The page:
While many small business owners are rightfully wary of running afoul of federal labor laws, the Fair Labor Standards Act isn’t so restrictive as to interfere with basic business functions such as scheduling and payroll cycles. While paying employees on a biweekly schedule may introduce small wrinkles into overtime considerations and calculations, keeping your business operating within the overtime laws isn’t difficult.

Overtime: The Basics

The Fair Labor Standards Act establishes a 40-hour workweek as the standard unit of measuring hours for overtime considerations. Employees who work more than 40 hours in any given workweek must receive overtime pay equal to 1.5 times their normal rate of pay for all overtime hours. For example, a worker who regularly earns $10 per hour and works 45 hours in a workweek would receive her regular pay rate for the first 40 hours she worked, and overtime pay of $15 per hour for the final five hours. An employer may choose when his workweek begins and ends, but it must be the same consecutive 168-hour period each week once it’s established.

Pay Schedules and the Law

The FLSA doesn’t establish regulations on the manner in which you pay your employees, so you can establish a semi-monthly, biweekly, monthly or any other payment schedule that fits your company’s financial and staffing needs without violating the FLSA. Some states’ labor laws require that employers issue paychecks a minimum number of times per month or meeting a minimum frequency – monthly or biweekly, for example – so consult your state’s Department of Labor to ensure that your pay period schedules comply with local laws.

Semi-Monthly Pay Periods and Workweeks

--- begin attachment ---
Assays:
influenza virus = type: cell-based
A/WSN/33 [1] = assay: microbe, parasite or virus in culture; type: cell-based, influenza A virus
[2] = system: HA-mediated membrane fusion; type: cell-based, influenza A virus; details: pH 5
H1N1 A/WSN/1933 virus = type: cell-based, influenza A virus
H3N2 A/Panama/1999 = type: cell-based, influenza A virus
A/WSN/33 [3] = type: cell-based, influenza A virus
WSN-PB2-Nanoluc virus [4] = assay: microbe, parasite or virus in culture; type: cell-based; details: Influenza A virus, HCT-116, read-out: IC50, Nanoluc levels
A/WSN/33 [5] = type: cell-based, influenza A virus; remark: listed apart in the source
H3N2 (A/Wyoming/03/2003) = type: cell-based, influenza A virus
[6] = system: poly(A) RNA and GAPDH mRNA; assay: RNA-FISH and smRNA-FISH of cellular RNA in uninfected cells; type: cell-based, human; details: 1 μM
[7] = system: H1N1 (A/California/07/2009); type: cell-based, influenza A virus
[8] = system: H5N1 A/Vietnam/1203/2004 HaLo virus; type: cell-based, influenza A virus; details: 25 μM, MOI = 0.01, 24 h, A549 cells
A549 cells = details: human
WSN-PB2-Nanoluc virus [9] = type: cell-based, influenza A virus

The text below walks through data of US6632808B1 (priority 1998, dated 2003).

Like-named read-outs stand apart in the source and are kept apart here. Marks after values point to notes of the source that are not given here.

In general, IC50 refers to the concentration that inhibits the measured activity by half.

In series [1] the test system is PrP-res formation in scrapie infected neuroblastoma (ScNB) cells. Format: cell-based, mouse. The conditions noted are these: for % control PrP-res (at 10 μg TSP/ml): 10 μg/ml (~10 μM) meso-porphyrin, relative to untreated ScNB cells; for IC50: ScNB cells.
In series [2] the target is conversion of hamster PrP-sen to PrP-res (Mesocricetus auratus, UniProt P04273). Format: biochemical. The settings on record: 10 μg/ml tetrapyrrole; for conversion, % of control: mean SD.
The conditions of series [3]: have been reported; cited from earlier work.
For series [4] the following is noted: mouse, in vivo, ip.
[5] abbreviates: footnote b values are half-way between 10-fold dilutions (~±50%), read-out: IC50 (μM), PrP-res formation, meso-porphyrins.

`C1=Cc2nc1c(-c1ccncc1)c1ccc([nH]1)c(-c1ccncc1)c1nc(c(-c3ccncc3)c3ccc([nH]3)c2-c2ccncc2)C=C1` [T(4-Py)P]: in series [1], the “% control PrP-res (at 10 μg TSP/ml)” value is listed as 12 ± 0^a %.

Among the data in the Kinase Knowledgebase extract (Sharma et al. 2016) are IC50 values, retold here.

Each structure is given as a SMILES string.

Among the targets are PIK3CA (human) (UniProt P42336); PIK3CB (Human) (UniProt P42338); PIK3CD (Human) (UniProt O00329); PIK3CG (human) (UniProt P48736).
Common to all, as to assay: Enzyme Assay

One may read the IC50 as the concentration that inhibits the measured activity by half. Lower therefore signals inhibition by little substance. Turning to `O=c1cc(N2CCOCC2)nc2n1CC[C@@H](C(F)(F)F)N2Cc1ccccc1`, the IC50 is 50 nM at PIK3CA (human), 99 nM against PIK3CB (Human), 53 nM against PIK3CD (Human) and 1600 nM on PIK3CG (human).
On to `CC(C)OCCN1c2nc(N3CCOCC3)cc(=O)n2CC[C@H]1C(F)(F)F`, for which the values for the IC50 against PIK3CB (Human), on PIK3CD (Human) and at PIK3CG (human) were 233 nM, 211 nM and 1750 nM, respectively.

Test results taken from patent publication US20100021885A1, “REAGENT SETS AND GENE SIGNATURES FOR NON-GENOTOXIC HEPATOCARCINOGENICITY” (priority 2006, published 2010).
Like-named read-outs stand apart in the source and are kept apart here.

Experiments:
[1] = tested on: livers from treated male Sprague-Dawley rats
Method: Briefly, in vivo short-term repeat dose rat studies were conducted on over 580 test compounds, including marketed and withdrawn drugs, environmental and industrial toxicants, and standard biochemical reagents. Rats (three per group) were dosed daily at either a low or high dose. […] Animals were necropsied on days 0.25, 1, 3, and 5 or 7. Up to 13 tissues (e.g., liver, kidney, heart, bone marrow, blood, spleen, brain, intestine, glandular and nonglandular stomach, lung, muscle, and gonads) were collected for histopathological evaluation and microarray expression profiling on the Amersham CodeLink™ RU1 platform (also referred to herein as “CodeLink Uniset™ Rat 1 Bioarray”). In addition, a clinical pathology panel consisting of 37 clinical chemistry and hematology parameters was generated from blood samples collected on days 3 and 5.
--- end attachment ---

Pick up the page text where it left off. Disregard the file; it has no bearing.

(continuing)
In circumstances when employees receive payment for their work hours immediately following the workweek, rather than receiving a delayed paycheck, the end of a semi-monthly pay period may fall in the middle of an established workweek, splitting it into two pay periods. In this case, calculate hours normally for the first part of the workweek that applies to the first pay period. On the following pay period, determine if the employee worked any overtime during the workweek, including hours she received pay for on the prior pay period.

Compensatory Time

While only governmental agencies can provide time off in lieu of overtime payments under FLSA restrictions, employers have a little leeway to adjust work schedules to compensate for the extra hours and avoid overtime wages. Employers may reduce the length of a worker’s shifts on an hour-for-hour basis only if the reduction is made in the same week that extra hours are worked. For example, an employee who works an additional four hours on Monday may receive four hours of comp time on Friday to keep his workweek hours at 40 for the week. If the employer wants to move the compensatory time to another workweek, it must be made in the same semi-monthly pay period, the employee must receive his standard pay for both weeks, and compensatory time be given on a 1.5-to-1 ratio. For example, the employee who worked an additional four hours on Monday could receive six hours off in compensation (4 multiplied by 1.5) the next week, so long as both workweeks were in the same pay period and he receives his regular pay both weeks.